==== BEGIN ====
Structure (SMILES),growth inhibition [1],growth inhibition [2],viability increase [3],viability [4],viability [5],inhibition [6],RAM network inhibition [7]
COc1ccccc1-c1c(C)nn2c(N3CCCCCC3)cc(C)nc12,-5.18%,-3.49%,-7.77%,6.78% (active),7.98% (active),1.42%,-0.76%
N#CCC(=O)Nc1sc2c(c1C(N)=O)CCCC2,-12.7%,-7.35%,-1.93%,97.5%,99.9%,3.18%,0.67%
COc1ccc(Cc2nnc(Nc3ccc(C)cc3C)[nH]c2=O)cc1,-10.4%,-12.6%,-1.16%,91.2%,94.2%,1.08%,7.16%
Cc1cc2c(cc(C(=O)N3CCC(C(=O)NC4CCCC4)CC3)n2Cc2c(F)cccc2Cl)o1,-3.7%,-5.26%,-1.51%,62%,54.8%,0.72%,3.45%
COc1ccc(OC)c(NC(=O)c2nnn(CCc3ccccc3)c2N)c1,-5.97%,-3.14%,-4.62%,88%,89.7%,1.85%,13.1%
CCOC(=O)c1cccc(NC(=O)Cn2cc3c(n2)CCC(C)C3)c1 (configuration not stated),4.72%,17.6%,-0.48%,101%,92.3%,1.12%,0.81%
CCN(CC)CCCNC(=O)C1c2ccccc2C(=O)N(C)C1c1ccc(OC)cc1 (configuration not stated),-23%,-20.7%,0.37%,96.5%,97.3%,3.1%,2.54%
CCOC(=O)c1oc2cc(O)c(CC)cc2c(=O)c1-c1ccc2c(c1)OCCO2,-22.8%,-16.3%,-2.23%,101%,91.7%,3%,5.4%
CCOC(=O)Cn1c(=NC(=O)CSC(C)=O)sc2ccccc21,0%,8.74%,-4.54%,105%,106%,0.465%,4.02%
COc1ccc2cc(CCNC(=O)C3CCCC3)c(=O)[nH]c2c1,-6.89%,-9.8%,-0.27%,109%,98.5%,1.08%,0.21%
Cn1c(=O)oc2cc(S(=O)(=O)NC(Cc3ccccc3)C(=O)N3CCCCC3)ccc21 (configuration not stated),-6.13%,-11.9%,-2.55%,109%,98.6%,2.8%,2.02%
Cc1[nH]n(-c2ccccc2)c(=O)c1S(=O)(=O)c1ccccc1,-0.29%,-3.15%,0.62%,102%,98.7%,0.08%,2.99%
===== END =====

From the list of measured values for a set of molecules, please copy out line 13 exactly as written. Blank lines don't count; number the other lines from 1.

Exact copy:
Cc1[nH]n(-c2ccccc2)c(=O)c1S(=O)(=O)c1ccccc1,-0.29%,-3.15%,0.62%,102%,98.7%,0.08%,2.99%